Friday, October 26, 2007

Talk about Discrimination

I ran across this sad story of a Christian couple in the U.K. who had their foster son taken away from them because they refused to teach him about homosexuality. Unfortunately, I fear it's only a matter of time before Christians will have to deal with this kind of discrimination in the U.S.:

    They are devoted foster parents with an unblemished record of caring for almost 30 vulnerable children.

    But Vincent and Pauline Matherick will this week have their latest foster son taken away because they have refused to sign new sexual equality regulations.

    To do so, they claim, would force them to promote homosexuality and go against their Christian faith.

    The 11-year-old boy, who has been in their care for two years, will be placed in a council hostel this week and the Mathericks will no longer be given children to look after.

    The devastated couple, who have three grown up children of their own, became foster parents in 2001 and have since cared for 28 children at their home in Chard, Somerset.

    Earlier this year, Somerset County Council's social services department asked them to sign a contract to implement Labour's new Sexual Orientation Regulations, part of the Equality Act 2006, which make discrimination on the grounds of sexuality illegal.

    Officials told the couple that under the regulations they would be required to discuss same-sex relationships with children as young as 11 and tell them that gay partnerships were just as acceptable as heterosexual marriages.

    They could also be required to take teenagers to gay association meetings.

    When the Mathericks objected, they were told they would be taken off the register of foster parents.

    The Mathericks have decided to resign rather than face the humiliation of being expelled.

    Mr Matherick, a 65-year-old retired travel agent and a primary school governor, said: "I simply could not agree to do it because it is against my central beliefs.

    "We have never discriminated against anybody but I cannot preach the benefits of homosexuality when I believe it is against the word of God."

    Mrs Matherick, 61, said they had asked if they could continue looking after their foster son until he is found a permanent home, but officials refused and he will be placed in a council hostel on Friday.

    (Full article)
I pray that day will never come.

5 comments:

Adam said...

First, same story, different source: http://www.telegraph.co.uk/news/main.jhtml?xml=/news/2007/10/24/nfoster124.xml

Second, the offending statute:
http://www.opsi.gov.uk/si/si2007/20071263.htm#15

Section 15(2) states “nothing in these Regulations shall make it unlawful for such a voluntary adoption agency or fostering agency to restrict the provision of its services or facilities to a person on the grounds of his sexual orientation.”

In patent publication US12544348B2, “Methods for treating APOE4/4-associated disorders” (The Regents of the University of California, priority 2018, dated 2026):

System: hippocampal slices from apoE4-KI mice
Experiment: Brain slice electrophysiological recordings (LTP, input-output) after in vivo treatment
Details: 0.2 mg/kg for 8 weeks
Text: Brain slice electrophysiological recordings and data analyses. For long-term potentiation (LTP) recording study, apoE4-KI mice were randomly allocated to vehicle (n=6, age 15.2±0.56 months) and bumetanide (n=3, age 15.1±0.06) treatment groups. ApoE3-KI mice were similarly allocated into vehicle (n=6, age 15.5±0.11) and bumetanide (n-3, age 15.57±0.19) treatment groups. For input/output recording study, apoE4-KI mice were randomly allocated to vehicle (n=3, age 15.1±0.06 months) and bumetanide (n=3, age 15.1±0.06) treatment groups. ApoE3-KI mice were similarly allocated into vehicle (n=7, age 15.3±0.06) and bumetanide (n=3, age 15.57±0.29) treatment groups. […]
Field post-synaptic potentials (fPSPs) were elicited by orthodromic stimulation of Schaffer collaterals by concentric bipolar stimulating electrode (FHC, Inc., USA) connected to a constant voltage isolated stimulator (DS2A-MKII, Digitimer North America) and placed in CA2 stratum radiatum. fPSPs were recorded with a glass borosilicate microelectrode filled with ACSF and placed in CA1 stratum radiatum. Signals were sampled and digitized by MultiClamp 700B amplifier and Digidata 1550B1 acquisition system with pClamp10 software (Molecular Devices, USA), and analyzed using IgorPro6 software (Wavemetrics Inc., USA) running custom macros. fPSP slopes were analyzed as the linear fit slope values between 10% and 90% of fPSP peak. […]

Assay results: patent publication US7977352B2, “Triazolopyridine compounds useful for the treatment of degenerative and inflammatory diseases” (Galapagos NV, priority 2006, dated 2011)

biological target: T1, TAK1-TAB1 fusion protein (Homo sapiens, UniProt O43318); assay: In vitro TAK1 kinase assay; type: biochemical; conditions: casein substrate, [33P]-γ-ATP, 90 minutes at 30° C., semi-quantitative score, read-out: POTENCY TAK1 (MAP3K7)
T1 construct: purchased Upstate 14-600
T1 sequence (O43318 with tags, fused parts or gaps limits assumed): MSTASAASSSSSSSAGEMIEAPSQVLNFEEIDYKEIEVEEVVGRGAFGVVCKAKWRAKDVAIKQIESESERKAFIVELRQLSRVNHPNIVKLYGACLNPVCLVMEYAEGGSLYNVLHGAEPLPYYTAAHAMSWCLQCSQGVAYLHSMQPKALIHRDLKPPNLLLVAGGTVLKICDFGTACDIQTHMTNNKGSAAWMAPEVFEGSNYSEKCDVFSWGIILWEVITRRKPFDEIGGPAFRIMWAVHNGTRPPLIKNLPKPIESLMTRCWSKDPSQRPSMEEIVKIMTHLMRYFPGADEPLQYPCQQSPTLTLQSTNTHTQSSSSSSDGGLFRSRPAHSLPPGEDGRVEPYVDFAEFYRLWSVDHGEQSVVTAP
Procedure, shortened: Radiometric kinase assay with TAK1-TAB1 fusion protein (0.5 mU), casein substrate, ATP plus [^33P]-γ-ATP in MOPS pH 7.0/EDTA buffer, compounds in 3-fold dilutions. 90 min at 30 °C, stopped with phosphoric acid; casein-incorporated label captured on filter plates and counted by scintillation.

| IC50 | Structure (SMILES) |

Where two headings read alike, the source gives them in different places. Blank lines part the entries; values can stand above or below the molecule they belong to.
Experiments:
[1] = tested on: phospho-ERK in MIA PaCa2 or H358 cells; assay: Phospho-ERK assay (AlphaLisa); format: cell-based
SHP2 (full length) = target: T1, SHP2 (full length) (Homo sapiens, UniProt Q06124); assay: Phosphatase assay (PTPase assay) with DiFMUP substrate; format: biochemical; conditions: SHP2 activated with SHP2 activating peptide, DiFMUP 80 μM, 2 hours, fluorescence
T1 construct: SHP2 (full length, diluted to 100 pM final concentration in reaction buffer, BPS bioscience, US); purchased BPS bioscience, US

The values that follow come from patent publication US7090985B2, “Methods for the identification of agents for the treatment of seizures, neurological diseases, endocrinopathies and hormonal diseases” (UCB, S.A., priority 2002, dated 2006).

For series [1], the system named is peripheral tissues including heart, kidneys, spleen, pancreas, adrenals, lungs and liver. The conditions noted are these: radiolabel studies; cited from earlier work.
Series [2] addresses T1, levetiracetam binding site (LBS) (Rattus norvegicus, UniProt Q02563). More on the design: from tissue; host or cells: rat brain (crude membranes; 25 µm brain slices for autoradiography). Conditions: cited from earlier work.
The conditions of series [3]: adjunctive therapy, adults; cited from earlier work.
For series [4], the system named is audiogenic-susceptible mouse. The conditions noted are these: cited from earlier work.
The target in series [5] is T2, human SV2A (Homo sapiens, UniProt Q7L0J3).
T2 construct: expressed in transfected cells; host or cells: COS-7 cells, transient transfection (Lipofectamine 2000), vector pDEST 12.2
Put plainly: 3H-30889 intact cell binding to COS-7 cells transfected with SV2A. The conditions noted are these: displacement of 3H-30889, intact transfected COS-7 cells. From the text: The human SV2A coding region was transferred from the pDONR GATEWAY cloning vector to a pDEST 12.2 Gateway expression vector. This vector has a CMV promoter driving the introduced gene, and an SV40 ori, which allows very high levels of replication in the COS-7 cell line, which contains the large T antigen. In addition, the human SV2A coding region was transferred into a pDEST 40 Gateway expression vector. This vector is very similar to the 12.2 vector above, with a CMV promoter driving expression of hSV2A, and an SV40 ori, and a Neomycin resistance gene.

So, why was the child taken away?
The Mathericks refused to sign a contract.
Why did they refuse to sign a contract, the signing of which was necessary to keep the child in their home?
The contract contained a provision onerous to their beliefs.
What was the onerous provision?
Not having the contract language at my disposal, let’s look at the Daily Telegraph report.
Quote:
Officials told the couple that under the regulations they would be required to discuss same-sex relationships with children as young as 11 and tell them that gay partnerships were just as acceptable as heterosexual marriages.
They could also be required to take teenagers to gay association meetings.

That’s not what Mr. Matherick said. Later in the article, he is quoted

"They were saying that we had to be prepared to talk about sexuality with 11-year-olds, which I don't think is appropriate anyway, but not only that, to be prepared to explain how gay people date.
"They said we would even have to take a teenager to gay association meetings.
"How can I do that when it's totally against what I believe?"

Again, not having the contract language, I can only surmise to what prospective carers must agree. Based on the statutory language and Mr. Matherick’s statement, the prior contractual language obliged foster parents to be prepared to talk about sexuality with 11-year-olds. While finding this “inappropriate,” such a requirement was not offensive enough preclude their willingness to be foster parents through the county. Umbrage was taken at being forced to sign a contract that would oblige the couple to not shelter a child from information about homosexuality when such interest is expressed. From the Telegraph report:

[The Mathericks] said that officials had advised them that if children in their care expressed an interest in homosexuality, they would be expected to take them to gay support group meetings.

The Mathericks are unwilling to agree to provide an environment that would treat a child expressing an interest in homosexuality the same way as a child expressing interest in heterosexuality.

The contract does not discriminate against Christians. Abstracted from the language of the Equality Act, a person (“A”) discriminates against another ("B") if, on grounds of [some trait] of B or any other person except A, A treats B less favourably than he treats or would treat others (in cases where there is no material difference in the relevant circumstances). If Somerset County selectively enforces contractual provisions based on the professed religious beliefs of the other contracting party, an allegation of discrimination would have merit.